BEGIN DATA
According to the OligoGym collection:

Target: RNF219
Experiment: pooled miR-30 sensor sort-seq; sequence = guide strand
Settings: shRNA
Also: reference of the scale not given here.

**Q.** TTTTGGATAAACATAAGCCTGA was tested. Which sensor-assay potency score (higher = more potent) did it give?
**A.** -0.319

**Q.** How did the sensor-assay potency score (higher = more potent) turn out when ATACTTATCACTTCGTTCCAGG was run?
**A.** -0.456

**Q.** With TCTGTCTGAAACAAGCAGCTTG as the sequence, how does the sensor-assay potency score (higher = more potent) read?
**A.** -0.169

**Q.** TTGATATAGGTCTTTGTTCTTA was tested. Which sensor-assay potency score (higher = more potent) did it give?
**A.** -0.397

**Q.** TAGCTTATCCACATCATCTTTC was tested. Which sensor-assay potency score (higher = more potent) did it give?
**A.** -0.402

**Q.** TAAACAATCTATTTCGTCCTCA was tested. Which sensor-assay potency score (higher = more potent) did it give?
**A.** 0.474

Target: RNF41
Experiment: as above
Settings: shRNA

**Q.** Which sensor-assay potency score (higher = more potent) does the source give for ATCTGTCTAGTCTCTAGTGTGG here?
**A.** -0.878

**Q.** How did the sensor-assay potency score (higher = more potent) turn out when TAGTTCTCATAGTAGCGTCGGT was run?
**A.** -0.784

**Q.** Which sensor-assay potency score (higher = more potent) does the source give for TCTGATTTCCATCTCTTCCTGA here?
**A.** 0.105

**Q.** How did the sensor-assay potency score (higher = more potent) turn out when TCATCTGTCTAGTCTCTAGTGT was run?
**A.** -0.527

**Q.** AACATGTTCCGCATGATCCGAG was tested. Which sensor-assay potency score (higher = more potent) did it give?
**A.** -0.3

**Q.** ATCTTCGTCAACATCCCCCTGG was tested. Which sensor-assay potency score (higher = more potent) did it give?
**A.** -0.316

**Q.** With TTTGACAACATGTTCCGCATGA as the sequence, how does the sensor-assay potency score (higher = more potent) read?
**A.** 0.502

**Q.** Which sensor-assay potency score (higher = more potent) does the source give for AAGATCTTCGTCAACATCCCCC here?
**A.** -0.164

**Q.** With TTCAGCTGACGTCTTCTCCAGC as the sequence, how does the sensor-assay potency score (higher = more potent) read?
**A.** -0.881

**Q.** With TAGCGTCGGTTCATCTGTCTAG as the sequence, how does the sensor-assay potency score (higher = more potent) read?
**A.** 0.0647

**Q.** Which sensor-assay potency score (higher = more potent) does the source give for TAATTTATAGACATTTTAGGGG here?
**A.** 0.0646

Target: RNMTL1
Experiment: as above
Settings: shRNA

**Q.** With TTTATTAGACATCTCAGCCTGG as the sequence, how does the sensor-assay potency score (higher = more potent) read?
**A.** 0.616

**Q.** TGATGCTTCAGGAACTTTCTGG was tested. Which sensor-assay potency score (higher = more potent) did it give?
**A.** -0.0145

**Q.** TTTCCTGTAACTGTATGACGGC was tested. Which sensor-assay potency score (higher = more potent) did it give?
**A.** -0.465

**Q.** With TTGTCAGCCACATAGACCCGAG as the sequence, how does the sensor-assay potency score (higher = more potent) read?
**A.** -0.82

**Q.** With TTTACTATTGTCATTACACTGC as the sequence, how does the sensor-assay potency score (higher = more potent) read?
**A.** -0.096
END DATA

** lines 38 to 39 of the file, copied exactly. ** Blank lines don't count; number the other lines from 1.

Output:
**A.** -0.881

**Q.** With TAGCGTCGGTTCATCTGTCTAG as the sequence, how does the sensor-assay potency score (higher = more potent) read?